Some things can really irk Tory Dobrin. Which is surprising, because the Trocks’ Artistic Director seems possessed of an elastic good humour which allows him to cope with all the last-minute hitches and glitches that make life on tour resemble a roller-coaster with no brakes and no jumping off points.
But start talking about trends in repertoire… “Unitards,” he says, and he’s clearly not enthused. “What is it with so many ballet companies nowadays – everything they do is in unitards. You could spend good money and not see a tutu all night. As for all those older Russian ballets – essentially you’re talking about the heritage repertoire – you hardly ever see them done by American companies, or even by the visiting high-profile companies from Europe or Russia who used to stage them regularly. How often do you even see Les Sylphides? Who does Paquita nowadays? Or La Vivandiere? I suppose, in the great world order of things – financial disasters, recession, conflict in the Middle East – the loss of a few old ballets doesn’t count as any kind of priority…” But clearly it matters to Dobrin, which is why he’s consciously made the Trocks’ repertoire a haven for as many of the endangered species as the budget – and audience tastes – will allow.
“Oh, absolutely, we take every account of what our audiences respond to,” he says. It’s not token lip-service, it’s practicality speaking here, as Dobrin explains. “We don’t, as a company, get any grants so we are very aware when it comes to programming that tastes do vary – and we can’t just impose something on an audience if it’s not going to engage and entertain them. We’re a performing company, not a museum. Yes, there are certain neglected ballets that will only really appeal to afficionados with a passion for historical rarities – and we did one quite recently, La Cacucha. But even though it was well received, in some quarters, I don’t see it ever replacing something like the Don Quixote pas-de-deux or the Black Swan duet. People never seem to get tired of those – or of Dying Swan.”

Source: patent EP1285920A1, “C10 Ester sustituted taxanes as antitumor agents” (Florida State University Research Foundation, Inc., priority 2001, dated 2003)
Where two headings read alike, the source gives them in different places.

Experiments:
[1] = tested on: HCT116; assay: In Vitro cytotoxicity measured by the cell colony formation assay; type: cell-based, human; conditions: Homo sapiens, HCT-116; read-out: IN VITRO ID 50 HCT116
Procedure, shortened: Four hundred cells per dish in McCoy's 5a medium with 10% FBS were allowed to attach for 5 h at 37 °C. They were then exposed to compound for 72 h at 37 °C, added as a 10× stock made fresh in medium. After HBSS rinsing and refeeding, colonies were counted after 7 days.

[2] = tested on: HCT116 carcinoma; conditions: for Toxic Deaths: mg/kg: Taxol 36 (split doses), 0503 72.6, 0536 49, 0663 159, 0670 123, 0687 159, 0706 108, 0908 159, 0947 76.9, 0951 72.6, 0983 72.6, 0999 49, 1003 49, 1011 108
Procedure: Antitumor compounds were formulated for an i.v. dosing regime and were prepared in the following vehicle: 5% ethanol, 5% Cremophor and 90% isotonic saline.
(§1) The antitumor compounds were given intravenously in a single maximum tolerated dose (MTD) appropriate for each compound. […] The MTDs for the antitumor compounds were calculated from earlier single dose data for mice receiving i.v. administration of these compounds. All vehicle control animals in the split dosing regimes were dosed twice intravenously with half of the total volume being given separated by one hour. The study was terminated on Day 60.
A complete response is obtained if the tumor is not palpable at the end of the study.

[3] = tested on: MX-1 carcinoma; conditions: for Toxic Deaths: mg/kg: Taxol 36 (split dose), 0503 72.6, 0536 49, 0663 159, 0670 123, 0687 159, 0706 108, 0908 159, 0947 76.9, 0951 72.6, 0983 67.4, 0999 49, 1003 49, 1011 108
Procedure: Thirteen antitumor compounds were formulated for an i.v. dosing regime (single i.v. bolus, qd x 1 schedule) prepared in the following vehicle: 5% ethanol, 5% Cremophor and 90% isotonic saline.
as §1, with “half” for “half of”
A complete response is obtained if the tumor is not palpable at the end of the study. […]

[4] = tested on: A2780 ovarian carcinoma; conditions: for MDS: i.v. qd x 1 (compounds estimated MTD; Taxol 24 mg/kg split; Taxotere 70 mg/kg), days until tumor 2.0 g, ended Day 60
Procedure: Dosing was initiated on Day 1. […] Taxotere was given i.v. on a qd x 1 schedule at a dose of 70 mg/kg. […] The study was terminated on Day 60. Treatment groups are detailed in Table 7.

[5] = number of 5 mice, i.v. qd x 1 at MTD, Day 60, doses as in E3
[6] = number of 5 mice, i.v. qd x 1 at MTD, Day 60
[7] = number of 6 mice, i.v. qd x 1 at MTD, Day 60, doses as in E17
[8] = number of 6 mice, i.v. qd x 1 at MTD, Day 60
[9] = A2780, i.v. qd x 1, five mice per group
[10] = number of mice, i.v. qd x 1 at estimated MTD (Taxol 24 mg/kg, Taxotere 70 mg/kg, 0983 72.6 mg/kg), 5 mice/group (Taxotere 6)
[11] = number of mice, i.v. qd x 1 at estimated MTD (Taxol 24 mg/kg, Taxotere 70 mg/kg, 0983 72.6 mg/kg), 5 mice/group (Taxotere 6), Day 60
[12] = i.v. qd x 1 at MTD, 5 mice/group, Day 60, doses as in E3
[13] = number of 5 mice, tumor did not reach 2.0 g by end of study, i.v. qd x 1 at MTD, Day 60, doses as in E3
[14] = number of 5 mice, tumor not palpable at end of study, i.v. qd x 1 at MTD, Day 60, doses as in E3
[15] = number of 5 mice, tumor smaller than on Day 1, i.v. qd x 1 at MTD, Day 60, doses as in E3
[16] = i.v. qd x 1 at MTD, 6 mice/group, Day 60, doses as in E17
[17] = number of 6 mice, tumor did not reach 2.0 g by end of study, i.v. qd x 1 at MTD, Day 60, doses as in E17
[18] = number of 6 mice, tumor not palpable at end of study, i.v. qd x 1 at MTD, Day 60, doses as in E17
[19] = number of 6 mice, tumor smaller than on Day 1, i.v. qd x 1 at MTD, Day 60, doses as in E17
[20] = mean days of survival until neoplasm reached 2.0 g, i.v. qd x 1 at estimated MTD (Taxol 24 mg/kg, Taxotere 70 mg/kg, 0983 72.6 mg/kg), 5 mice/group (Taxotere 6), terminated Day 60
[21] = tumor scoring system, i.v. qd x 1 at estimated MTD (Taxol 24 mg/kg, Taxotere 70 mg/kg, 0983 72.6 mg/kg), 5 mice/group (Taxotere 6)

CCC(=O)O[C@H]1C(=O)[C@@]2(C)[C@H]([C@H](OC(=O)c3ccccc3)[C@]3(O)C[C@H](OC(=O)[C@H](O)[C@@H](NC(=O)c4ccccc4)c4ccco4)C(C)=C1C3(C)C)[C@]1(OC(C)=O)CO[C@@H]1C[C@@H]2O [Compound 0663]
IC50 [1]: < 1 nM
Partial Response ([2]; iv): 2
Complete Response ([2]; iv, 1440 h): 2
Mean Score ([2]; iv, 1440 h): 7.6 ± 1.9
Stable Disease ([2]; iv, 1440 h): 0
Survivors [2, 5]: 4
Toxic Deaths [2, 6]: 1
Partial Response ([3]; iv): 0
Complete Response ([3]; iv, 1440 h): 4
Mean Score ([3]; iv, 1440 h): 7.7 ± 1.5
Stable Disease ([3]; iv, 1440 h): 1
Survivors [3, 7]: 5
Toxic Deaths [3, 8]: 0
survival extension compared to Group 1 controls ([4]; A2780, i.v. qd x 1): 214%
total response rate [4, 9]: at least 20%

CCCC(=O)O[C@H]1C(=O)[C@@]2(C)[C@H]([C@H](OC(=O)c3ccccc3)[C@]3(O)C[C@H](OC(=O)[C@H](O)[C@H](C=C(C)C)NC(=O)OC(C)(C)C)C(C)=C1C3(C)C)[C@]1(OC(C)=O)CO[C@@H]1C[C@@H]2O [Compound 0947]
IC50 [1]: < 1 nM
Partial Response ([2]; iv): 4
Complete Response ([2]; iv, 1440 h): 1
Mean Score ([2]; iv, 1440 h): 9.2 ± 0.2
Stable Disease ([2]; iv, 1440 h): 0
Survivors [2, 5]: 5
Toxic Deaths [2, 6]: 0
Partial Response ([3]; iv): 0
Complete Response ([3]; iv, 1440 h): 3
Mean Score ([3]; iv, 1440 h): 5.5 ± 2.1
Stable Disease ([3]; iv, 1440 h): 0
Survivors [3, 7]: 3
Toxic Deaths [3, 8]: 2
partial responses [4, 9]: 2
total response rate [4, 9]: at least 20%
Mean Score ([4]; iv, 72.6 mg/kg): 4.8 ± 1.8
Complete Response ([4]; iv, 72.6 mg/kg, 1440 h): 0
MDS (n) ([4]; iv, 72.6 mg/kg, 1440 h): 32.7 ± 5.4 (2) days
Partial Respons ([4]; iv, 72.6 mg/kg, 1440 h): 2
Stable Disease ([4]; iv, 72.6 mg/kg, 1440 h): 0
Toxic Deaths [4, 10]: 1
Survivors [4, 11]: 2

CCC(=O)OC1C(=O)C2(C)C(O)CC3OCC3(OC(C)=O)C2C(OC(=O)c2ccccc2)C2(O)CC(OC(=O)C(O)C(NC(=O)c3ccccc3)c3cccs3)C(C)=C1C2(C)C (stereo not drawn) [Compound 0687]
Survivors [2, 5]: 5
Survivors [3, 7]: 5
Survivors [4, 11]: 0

"And anyway, an Old-Fashioned is a helluva fine cocktail - which could describe the Trocks, and the spirit of their dance."
What makes him so attached to the forgotten classics? His response is immediate, succinct. “The vocabulary. Just look at the wealth of steps in these works. It’s remarkable. At times, when I look at the contemporary ballet repetoire, it strikes me there’s a same-ness there – one work looks much like another, there really isn’t that extensive a vocabulary. Granted, it can be very athletic…” His expression says ‘long jumpers, pole vaulters, hurdlers should be athletic – ballet dancers should be artists.’ It’s the artistry – and indeed what he describes as “the artifice of the high, Imperial Russian classical ballet” – that he reckons is being lost simply because it’s been labelled as old-fashioned. “If you were to put some of these old ballets in Spandex, they’d look not just contemporary, they’d look cutting edge because the vocabulary is just so gorgeous, so full of detail and invention. To me, there’s nothing old-fashioned about that kind of choreography. If you adore ballet, then you want – need – to protect the heritage.”
The UK’s Critics’ Circle not only agreed with Dobrin, but clearly felt that the Trocks were doing an admirable job when, in 2006, they were awarded the Company Prize for Outstanding Repertoire (Classical). A further accolade – and one that delighted Dobrin no end – came just before Christmas 2008, when the Trocks were invited to perform in the Royal Variety Performance at the London Palladium.
“And anyway, an Old-Fashioned is a helluva fine cocktail – which could describe the Trocks, and the spirit of their dance.”
As Dobrin himself says “I don’t think standards, quality, artistic integrity, are ever old-fashioned. I don’t think bringing out the inner lunatic on-stage is either – not if you do it well.” And anyway, an Old-Fashioned is a helluva fine cocktail – which could describe the Trocks, and the spirit of their dance.